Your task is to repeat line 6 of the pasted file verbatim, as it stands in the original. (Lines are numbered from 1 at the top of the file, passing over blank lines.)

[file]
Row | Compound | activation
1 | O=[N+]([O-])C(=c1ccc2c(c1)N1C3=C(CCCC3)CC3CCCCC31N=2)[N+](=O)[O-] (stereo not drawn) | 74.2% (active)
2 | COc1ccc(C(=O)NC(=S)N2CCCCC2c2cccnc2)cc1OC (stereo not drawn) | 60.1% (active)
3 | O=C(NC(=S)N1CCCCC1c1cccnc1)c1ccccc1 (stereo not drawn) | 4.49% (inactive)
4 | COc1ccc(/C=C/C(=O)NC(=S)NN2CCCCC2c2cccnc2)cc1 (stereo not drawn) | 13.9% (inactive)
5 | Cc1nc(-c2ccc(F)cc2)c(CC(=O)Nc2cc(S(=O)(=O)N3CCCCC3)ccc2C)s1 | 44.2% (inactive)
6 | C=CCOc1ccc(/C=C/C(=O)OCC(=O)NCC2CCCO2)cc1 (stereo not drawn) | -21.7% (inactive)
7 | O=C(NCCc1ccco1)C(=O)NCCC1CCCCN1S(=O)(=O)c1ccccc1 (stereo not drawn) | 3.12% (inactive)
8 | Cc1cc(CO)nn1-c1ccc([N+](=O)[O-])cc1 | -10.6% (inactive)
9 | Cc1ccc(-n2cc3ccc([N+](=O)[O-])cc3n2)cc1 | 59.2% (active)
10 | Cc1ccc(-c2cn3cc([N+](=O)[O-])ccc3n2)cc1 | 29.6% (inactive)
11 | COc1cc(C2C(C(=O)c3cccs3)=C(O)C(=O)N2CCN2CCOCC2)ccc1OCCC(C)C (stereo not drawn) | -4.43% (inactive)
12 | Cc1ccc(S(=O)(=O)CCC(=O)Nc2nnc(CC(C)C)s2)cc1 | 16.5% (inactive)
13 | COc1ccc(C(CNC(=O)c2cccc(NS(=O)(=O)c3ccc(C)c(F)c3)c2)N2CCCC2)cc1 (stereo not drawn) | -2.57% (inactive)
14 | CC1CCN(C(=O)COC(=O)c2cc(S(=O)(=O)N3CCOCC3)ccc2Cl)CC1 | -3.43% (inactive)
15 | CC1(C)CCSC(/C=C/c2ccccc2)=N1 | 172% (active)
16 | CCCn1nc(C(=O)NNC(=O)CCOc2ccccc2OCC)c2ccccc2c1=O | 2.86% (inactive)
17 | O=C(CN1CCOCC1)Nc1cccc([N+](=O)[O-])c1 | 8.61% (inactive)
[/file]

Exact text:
5 | Cc1nc(-c2ccc(F)cc2)c(CC(=O)Nc2cc(S(=O)(=O)N3CCCCC3)ccc2C)s1 | 44.2% (inactive)